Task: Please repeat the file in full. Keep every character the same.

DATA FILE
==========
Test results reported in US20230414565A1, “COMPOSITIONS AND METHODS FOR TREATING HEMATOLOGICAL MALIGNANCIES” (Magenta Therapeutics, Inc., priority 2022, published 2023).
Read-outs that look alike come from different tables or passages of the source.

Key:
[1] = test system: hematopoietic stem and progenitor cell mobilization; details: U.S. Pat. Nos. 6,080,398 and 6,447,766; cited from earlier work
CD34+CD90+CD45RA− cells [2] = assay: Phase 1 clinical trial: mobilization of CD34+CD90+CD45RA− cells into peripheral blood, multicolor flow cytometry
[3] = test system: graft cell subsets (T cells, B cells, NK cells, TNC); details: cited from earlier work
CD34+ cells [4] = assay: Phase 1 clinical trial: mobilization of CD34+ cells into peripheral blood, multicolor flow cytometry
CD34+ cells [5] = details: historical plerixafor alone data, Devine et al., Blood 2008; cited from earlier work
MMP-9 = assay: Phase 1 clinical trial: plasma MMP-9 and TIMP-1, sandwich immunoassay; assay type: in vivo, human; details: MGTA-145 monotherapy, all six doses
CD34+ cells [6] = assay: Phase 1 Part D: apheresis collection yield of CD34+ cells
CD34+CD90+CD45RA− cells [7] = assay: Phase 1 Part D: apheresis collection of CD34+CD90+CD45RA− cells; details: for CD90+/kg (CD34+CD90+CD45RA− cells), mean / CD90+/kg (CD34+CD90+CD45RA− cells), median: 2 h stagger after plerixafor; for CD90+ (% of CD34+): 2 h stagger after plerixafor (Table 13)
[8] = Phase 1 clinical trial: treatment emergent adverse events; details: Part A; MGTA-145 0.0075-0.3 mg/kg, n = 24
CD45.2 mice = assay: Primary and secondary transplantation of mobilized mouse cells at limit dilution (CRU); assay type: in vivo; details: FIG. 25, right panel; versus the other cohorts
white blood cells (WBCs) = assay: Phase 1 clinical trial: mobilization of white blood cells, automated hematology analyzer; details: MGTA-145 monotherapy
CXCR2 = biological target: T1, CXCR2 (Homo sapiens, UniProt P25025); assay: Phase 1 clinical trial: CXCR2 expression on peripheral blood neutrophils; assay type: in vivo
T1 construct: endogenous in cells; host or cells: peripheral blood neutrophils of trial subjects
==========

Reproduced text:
Test results reported in US20230414565A1, “COMPOSITIONS AND METHODS FOR TREATING HEMATOLOGICAL MALIGNANCIES” (Magenta Therapeutics, Inc., priority 2022, published 2023).
Read-outs that look alike come from different tables or passages of the source.

Key:
[1] = test system: hematopoietic stem and progenitor cell mobilization; details: U.S. Pat. Nos. 6,080,398 and 6,447,766; cited from earlier work
CD34+CD90+CD45RA− cells [2] = assay: Phase 1 clinical trial: mobilization of CD34+CD90+CD45RA− cells into peripheral blood, multicolor flow cytometry
[3] = test system: graft cell subsets (T cells, B cells, NK cells, TNC); details: cited from earlier work
CD34+ cells [4] = assay: Phase 1 clinical trial: mobilization of CD34+ cells into peripheral blood, multicolor flow cytometry
CD34+ cells [5] = details: historical plerixafor alone data, Devine et al., Blood 2008; cited from earlier work
MMP-9 = assay: Phase 1 clinical trial: plasma MMP-9 and TIMP-1, sandwich immunoassay; assay type: in vivo, human; details: MGTA-145 monotherapy, all six doses
CD34+ cells [6] = assay: Phase 1 Part D: apheresis collection yield of CD34+ cells
CD34+CD90+CD45RA− cells [7] = assay: Phase 1 Part D: apheresis collection of CD34+CD90+CD45RA− cells; details: for CD90+/kg (CD34+CD90+CD45RA− cells), mean / CD90+/kg (CD34+CD90+CD45RA− cells), median: 2 h stagger after plerixafor; for CD90+ (% of CD34+): 2 h stagger after plerixafor (Table 13)
[8] = Phase 1 clinical trial: treatment emergent adverse events; details: Part A; MGTA-145 0.0075-0.3 mg/kg, n = 24
CD45.2 mice = assay: Primary and secondary transplantation of mobilized mouse cells at limit dilution (CRU); assay type: in vivo; details: FIG. 25, right panel; versus the other cohorts
white blood cells (WBCs) = assay: Phase 1 clinical trial: mobilization of white blood cells, automated hematology analyzer; details: MGTA-145 monotherapy
CXCR2 = biological target: T1, CXCR2 (Homo sapiens, UniProt P25025); assay: Phase 1 clinical trial: CXCR2 expression on peripheral blood neutrophils; assay type: in vivo
T1 construct: endogenous in cells; host or cells: peripheral blood neutrophils of trial subjects